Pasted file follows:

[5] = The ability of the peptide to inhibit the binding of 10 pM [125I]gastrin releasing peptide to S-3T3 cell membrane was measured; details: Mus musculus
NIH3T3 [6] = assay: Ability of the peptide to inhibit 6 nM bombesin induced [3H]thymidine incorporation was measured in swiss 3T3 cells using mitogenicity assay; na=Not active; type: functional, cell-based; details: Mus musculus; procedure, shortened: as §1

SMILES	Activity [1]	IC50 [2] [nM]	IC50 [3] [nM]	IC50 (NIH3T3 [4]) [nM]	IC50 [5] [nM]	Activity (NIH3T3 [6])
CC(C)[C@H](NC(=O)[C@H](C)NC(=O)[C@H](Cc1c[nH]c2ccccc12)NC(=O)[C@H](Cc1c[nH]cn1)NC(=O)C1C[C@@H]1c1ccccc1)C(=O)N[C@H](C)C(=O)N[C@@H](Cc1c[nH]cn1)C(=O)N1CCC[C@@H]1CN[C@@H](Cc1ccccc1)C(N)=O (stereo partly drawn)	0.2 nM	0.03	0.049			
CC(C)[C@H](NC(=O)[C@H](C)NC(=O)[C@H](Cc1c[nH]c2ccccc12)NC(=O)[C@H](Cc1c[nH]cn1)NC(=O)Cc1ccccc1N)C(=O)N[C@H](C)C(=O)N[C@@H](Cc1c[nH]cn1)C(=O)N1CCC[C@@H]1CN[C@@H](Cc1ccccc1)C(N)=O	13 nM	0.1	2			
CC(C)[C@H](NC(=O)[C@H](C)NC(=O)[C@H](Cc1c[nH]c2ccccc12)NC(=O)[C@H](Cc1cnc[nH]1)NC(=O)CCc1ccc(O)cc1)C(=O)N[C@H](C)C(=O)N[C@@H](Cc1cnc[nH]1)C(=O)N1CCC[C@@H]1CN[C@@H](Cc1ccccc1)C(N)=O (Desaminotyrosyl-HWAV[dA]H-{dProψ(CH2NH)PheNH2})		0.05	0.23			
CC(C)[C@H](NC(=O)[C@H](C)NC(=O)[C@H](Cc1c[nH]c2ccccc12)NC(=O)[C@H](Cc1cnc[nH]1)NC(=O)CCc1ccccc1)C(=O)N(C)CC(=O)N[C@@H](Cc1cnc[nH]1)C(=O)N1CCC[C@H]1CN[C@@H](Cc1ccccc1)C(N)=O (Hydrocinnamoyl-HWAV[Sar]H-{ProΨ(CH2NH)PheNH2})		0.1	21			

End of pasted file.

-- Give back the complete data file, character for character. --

[5] = The ability of the peptide to inhibit the binding of 10 pM [125I]gastrin releasing peptide to S-3T3 cell membrane was measured; details: Mus musculus
NIH3T3 [6] = assay: Ability of the peptide to inhibit 6 nM bombesin induced [3H]thymidine incorporation was measured in swiss 3T3 cells using mitogenicity assay; na=Not active; type: functional, cell-based; details: Mus musculus; procedure, shortened: as §1

SMILES	Activity [1]	IC50 [2] [nM]	IC50 [3] [nM]	IC50 (NIH3T3 [4]) [nM]	IC50 [5] [nM]	Activity (NIH3T3 [6])
CC(C)[C@H](NC(=O)[C@H](C)NC(=O)[C@H](Cc1c[nH]c2ccccc12)NC(=O)[C@H](Cc1c[nH]cn1)NC(=O)C1C[C@@H]1c1ccccc1)C(=O)N[C@H](C)C(=O)N[C@@H](Cc1c[nH]cn1)C(=O)N1CCC[C@@H]1CN[C@@H](Cc1ccccc1)C(N)=O (stereo partly drawn)	0.2 nM	0.03	0.049			
CC(C)[C@H](NC(=O)[C@H](C)NC(=O)[C@H](Cc1c[nH]c2ccccc12)NC(=O)[C@H](Cc1c[nH]cn1)NC(=O)Cc1ccccc1N)C(=O)N[C@H](C)C(=O)N[C@@H](Cc1c[nH]cn1)C(=O)N1CCC[C@@H]1CN[C@@H](Cc1ccccc1)C(N)=O	13 nM	0.1	2			
CC(C)[C@H](NC(=O)[C@H](C)NC(=O)[C@H](Cc1c[nH]c2ccccc12)NC(=O)[C@H](Cc1cnc[nH]1)NC(=O)CCc1ccc(O)cc1)C(=O)N[C@H](C)C(=O)N[C@@H](Cc1cnc[nH]1)C(=O)N1CCC[C@@H]1CN[C@@H](Cc1ccccc1)C(N)=O (Desaminotyrosyl-HWAV[dA]H-{dProψ(CH2NH)PheNH2})		0.05	0.23			
CC(C)[C@H](NC(=O)[C@H](C)NC(=O)[C@H](Cc1c[nH]c2ccccc12)NC(=O)[C@H](Cc1cnc[nH]1)NC(=O)CCc1ccccc1)C(=O)N(C)CC(=O)N[C@@H](Cc1cnc[nH]1)C(=O)N1CCC[C@H]1CN[C@@H](Cc1ccccc1)C(N)=O (Hydrocinnamoyl-HWAV[Sar]H-{ProΨ(CH2NH)PheNH2})		0.1	21			